Tim’s email address is: email@example.com
These panels are not cheap (though they probably cost less than any other linen panel you will find), but you will become a better painter the first time you use one.
They are archival, high quality, and extremely lightweight for their size and hence great for air travel.
I use the AC 14 portrait linen surface primed for acrylic.
They have the most beautiful surface I’ve ever found, slightly rough—just enough to grab the paint—but with a fine weave.
What size canvases to bring
The size panels or canvases you bring to a workshop depends on your circumstances.
If you are driving and large panels won’t be hard for you to manage, I highly recommend very large canvases or panels, up to 40”.
If flying, bring 18×20” panels as the larger size and 10×18″ as the smaller size–or two sizes of your preference.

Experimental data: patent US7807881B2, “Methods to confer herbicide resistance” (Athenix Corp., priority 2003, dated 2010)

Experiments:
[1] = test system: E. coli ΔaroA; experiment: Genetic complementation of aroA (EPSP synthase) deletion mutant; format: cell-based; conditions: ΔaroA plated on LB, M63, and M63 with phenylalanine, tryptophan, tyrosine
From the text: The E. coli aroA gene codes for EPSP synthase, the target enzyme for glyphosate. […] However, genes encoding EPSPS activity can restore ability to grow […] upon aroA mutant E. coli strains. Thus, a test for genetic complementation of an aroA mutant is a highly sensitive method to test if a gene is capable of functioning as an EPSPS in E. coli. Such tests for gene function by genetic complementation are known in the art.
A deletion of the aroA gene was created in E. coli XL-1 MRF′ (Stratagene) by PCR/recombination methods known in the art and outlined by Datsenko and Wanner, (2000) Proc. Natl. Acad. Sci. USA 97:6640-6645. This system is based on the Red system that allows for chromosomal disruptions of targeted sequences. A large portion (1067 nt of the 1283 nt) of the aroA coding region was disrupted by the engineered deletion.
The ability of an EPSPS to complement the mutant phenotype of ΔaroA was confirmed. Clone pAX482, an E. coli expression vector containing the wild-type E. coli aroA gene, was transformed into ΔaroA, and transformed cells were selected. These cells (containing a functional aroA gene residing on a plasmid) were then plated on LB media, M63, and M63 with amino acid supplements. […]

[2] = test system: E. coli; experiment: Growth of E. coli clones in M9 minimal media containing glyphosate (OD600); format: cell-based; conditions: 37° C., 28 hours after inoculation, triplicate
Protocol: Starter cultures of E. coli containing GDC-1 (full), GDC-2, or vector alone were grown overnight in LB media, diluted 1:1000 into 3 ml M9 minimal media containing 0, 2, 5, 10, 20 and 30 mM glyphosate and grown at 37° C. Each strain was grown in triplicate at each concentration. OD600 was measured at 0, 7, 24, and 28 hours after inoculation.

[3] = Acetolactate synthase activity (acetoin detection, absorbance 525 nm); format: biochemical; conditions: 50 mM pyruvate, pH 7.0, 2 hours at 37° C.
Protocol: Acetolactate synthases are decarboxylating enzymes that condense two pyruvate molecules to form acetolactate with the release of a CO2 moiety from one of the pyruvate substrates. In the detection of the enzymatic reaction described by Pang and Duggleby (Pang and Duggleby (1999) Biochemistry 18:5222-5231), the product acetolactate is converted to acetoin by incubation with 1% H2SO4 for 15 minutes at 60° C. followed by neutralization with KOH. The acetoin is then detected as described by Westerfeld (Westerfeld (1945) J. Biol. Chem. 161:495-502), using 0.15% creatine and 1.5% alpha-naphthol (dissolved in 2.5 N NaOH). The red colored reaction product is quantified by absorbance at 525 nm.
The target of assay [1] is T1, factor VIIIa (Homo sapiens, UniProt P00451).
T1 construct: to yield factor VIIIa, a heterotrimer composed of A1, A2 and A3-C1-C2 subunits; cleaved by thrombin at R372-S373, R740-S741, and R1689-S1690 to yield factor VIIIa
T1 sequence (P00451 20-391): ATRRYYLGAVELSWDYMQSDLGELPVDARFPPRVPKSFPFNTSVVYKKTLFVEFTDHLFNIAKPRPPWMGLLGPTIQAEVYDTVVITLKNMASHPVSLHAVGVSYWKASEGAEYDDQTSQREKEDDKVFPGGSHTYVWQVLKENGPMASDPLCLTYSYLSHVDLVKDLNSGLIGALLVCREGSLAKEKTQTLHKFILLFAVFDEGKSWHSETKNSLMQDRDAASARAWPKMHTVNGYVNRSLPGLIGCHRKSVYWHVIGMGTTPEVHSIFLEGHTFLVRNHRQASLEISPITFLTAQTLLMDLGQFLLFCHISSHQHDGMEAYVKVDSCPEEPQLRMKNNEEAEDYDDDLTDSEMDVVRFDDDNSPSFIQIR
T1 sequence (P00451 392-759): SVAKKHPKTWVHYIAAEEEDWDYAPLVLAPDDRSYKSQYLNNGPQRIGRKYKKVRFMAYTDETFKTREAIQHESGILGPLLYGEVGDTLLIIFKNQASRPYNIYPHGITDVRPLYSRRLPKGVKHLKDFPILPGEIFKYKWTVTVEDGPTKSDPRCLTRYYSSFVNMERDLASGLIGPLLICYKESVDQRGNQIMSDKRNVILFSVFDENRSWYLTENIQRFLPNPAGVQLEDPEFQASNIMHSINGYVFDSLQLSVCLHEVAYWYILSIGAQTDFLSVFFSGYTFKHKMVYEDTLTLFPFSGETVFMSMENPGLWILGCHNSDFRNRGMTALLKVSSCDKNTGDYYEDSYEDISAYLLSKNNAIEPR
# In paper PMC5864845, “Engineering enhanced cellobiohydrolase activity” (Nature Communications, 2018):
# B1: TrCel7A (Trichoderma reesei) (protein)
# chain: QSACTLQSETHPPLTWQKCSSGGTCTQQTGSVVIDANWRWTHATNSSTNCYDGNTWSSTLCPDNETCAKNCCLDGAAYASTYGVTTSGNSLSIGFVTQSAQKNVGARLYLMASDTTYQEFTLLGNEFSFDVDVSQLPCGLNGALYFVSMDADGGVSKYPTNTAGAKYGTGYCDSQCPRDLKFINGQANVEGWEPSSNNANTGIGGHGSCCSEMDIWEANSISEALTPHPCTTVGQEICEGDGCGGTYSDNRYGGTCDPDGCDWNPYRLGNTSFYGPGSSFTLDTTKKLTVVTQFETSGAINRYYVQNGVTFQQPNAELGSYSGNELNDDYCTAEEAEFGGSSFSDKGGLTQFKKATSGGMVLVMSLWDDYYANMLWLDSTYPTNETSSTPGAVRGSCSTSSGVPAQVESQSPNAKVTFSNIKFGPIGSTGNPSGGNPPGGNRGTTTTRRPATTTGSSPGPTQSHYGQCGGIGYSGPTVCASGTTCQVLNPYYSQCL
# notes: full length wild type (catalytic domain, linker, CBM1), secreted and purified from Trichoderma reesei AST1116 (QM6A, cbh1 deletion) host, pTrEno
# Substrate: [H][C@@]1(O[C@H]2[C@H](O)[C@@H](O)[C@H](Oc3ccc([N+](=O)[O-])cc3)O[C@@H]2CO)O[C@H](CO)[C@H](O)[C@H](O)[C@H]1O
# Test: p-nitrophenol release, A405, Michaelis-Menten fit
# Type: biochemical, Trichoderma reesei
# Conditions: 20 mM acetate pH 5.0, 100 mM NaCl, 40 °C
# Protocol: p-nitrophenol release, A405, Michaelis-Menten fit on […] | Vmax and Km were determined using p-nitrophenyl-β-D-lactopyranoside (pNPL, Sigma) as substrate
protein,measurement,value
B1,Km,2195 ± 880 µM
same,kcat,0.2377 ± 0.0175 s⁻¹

Painting on a large canvas or panel can be freeing and will let you work without critiquing yourself since you can’t fixate on the whole image without stepping back ten or twelve feet. This is a plus!
Working freely and fast allows you to paint a “first draft” before focusing on the small stuff, and prevents you from criticizing yourself too much. You have the freedom to establish your composition and vision with big gestures and shapes.
If you bring mostly small panels, please bring two per day. It won’t hurt to leave with some blank ones.
If you decide to bring both large and smallI panels I’d suggest you bring at least one panel per day. A large piece may take two or more days to complete.